By Bendik Sorensen
Going to a play or a concert is a vivid experience. There are so many details incorporated in the performance, in addition to the performers that are often overlooked and taken for granted. However, Greg Brown, a senior technical theatre student, notices these details because of his soon-to-be profession. He is one of the people who help make the shows happen.
“I’m the tech guy. I set up for sound, lights and prepare the stage,” he said. Brown’s last project was a jazz concert, where he designed the lights to the best of his efforts. “It ended up being a bit dim and sexy and jazzy,” he described.
Brown is a busy guy to anyone’s standard. He works at the Tilles Center as a stagehand helping with lights and sound, he is a stage manager at Chaminade High School where he helps students with the light and sound designs, and does the same at Adelphi University. In addition, he is a volunteer firefighter.
Throughout the semester, his classmates are involved with just about every theatre production that comes through. “I touch on just about everything. Next weekend, we’re doing “Corpse Bride,” but the major production this semester is Bernarda Alba, a musical,” Brown said. “We work very closely with the actors and the director. We work together to present something together. We all love performance.”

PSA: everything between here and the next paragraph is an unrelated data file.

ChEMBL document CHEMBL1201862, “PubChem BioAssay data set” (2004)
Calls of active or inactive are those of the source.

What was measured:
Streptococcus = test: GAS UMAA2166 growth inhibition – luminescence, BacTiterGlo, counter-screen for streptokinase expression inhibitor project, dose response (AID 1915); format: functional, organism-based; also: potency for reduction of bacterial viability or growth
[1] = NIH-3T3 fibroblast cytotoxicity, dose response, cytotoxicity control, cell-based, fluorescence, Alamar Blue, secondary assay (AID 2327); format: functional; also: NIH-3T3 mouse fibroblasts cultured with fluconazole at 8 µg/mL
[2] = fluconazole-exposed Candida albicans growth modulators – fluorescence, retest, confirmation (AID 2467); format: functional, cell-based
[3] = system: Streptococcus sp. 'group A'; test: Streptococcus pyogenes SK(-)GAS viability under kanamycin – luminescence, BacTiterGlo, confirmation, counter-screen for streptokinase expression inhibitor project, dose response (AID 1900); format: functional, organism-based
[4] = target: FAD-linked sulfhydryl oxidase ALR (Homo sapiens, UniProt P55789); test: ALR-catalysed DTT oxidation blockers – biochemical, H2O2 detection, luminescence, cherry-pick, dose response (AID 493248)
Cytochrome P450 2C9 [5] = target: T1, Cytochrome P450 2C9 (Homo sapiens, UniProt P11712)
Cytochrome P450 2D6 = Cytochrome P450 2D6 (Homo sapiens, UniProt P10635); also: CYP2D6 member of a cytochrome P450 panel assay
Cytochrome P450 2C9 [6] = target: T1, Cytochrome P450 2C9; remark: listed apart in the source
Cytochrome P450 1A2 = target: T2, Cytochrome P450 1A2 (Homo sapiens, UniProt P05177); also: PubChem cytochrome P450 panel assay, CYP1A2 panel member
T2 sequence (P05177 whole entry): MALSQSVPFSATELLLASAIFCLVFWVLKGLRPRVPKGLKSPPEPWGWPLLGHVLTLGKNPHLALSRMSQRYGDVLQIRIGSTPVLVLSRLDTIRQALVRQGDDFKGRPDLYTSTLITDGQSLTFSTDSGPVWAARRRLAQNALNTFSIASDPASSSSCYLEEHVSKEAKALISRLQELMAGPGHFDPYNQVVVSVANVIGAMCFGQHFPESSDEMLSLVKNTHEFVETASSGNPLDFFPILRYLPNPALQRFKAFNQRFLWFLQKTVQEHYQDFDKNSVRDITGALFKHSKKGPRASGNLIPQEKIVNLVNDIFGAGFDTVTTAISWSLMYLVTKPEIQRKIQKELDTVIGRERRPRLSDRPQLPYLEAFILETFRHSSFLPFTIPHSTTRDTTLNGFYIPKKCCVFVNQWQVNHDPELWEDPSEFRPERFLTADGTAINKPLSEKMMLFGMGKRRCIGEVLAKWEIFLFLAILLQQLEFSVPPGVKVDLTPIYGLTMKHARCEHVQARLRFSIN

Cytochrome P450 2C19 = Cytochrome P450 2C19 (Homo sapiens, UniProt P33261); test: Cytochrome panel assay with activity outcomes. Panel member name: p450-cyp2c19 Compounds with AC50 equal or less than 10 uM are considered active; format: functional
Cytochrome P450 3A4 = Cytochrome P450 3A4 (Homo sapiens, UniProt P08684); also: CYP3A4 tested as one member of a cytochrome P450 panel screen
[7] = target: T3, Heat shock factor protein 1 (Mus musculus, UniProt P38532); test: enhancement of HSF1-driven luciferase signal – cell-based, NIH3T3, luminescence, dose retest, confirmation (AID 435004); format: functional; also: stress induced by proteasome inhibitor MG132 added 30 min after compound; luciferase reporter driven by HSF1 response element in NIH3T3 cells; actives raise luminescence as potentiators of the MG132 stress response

The technical theatre majors have to have a wide variety of knowledge for this profession. They take electric engineering classes, sound production classes, light production classes, acting classes, costume design, the list just goes on and on. “It’s a [widespread] field,” Brown said. “And it’s heavily related to art.”
They also need to keep a wide variety of skills intact to have a job. “Paid theatre work doesn’t just jump at you without a huge resume,” Brown said. They work on a lot of different productions. “My job at the Tilles Center helps me for my other jobs as well. I get to see the best of the best,” he said, both in terms of performances and equipment. “I get to try it there before we get it at Chaminade, so I’m already familiar with it when we get it there.”